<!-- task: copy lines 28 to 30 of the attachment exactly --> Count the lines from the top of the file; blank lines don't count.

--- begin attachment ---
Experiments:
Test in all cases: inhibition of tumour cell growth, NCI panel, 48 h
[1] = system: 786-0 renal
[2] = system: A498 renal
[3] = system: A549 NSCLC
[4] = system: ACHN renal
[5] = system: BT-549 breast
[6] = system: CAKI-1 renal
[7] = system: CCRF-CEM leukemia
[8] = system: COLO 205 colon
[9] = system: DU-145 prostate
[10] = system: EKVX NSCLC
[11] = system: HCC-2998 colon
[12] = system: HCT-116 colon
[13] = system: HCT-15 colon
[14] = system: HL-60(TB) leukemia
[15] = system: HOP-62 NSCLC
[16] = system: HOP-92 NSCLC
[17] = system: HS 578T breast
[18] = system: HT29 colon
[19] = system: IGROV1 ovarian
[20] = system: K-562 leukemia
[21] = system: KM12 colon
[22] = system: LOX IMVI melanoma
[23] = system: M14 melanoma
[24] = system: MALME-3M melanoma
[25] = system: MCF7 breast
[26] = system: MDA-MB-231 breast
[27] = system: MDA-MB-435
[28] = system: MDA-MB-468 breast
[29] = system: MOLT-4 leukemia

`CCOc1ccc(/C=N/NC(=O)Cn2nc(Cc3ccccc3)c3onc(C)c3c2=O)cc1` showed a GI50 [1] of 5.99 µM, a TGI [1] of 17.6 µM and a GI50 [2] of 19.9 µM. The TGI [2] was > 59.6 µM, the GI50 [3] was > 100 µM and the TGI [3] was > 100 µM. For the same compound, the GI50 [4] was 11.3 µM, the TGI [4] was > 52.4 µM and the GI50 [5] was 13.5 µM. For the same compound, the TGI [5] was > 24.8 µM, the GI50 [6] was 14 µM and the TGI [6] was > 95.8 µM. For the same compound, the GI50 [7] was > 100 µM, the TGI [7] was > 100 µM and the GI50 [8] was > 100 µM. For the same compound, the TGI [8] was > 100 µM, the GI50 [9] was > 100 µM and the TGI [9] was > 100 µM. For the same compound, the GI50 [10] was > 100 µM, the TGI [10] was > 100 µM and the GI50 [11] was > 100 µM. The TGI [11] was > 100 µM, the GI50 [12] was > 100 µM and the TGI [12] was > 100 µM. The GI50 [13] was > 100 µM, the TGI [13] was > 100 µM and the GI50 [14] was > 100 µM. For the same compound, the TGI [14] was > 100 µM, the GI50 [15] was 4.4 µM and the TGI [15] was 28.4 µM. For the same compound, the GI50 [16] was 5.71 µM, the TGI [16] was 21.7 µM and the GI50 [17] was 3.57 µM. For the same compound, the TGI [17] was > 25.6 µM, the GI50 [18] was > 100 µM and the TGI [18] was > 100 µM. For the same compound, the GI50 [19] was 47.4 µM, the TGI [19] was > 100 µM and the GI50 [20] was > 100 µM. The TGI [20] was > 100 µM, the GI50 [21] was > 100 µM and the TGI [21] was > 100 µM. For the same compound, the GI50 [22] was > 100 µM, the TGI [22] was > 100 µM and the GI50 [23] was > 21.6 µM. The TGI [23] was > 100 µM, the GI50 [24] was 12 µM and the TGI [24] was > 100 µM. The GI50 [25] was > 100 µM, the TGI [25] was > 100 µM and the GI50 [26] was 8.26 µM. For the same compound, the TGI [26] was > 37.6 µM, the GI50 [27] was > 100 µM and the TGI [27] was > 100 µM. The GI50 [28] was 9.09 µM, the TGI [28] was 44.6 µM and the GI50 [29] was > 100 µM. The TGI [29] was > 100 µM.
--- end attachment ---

[26] = system: MDA-MB-231 breast
[27] = system: MDA-MB-435
[28] = system: MDA-MB-468 breast